Practicality is a big factor when it comes to kitchen cabinet finishes since the kitchen is a high traffic area. Stained cabinets, because they have more movement in the graining, actually hide more imperfections. Painted cabinets, though, typically show any sort of nick or ding. The paint color is a smooth coat so any break in that coating will be visible. For this same reason, painted cabinets are harder to touch up whereas stained cabinets are easier to fix.


Depending on where you purchase your cabinetry, it can cost more when it comes painted. Most common stain finishes are less than a painted finish, however, the newer stains don’t always fit into the “inexpensive category”.


Finally, consider what is required when you want to change your cabinet color down the road. A painted finish can usually just be primed and painted over whereas a stained finish has to be stripped and re-stained which requires a lot more work.


It’s a lot to consider! The nice thing is that you can get a lot of look with either option, you just have to make sure the practical side works well for your lifestyle!

Design Tips | Calm and Collected Master Baths

It’s easy for master bathrooms to get neglected because they are used so often. It doesn’t really make sense when you say it out loud but if you think about it, it’s true. Because a master bathroom is a personal space rarely seen by guests, on top of the fact that it’s used frequently by EVERYONE, it often gets used and abused and doesn’t end up looking so hot. But a master bathroom should be calming space. Even if it does need to be functional, it doesn’t mean that it should be ugly or cluttered. So today we’re talking about ways to try to lighten up and declutter a master bath so that it doesn’t feel like it’s closing in on you when you walk into it.

The first very simple way to streamline the look of your master bathroom is by keeping the color scheme neutral and monochromatic. Tone on tone works for a functional space like this and is actually best for color when it comes to make up. So don’t worry about figuring out ways to add pops of color or crazy pattern, just keep it chill. It will function best that way in the end.


Even though there are like a million fun shower curtains out there, glass is always better in a master bath. More specifically, frameless glass. In the evolution of glass, you’re not pigeonholed with your glass options anymore. Glass can work in a shower and in a tub/shower combo. You can also make it pretty without all the hardware and do the frameless glass for either scenario. This will make a huge impact on the look over your bathroom. Not only does it elevate the style but it will immediately open up the space to make it feel more airy.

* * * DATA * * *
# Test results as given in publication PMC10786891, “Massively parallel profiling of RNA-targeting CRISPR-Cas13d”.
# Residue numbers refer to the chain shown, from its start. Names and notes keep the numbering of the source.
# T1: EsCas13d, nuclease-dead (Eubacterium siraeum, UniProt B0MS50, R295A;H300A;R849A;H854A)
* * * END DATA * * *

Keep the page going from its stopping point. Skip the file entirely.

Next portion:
While this next tip can go more modern, there are definite ways to keep it within the transitional style. It won’t hold up in a traditional style bathroom but that doesn’t mean it doesn’t look good! Wall mounted vanities immediately open up a bathroom and will instantly give the illusion of more space. We’ll admit that it’s not the simplest swap since it does involve plumbing changes, but if it fits into your style, it really is a cool look that will work for you.


This next little tidbit relates to mirrors but gives you options! We are huge fans of countertop to ceiling frameless mirrors that have the lighting inset. It adds a ton of reflection in your space and is visually much cleaner than a framed mirror (no matter how pretty!) However, if that look or even the cost of that look doesn’t work for you, selecting a mirror with integrated LED lighting is another way to visually declutter your master bath by eliminating the visual noise extra layers can create.


Final tip: Chill out, folks! We all need some chill time. :)

TMID In Print | Magazine Feature

If you live in the Seminole county area, you may have seen some of our work recently. Interior Appeal magazine recently published photos of two town homes we designed for Park Square Homes — the Washington & Lincoln. To be published in a 6 page spread is amazing and an incredible honor but it gets even better! We were featured on the cover!

The family room from the Washington model with it’s bright pop of color and modern vibes was selected to grace the Spring/Summer issue cover! While the work is ours, we know that good design is best appreciated through good design photography. So we would be remiss to ignore the fact that Stephen Allen photographed these rooms and does incredible work. We are grateful to him and Orange Appeal for giving our work a voice! Check out the full magazine here and be sure to check out pages 92-97!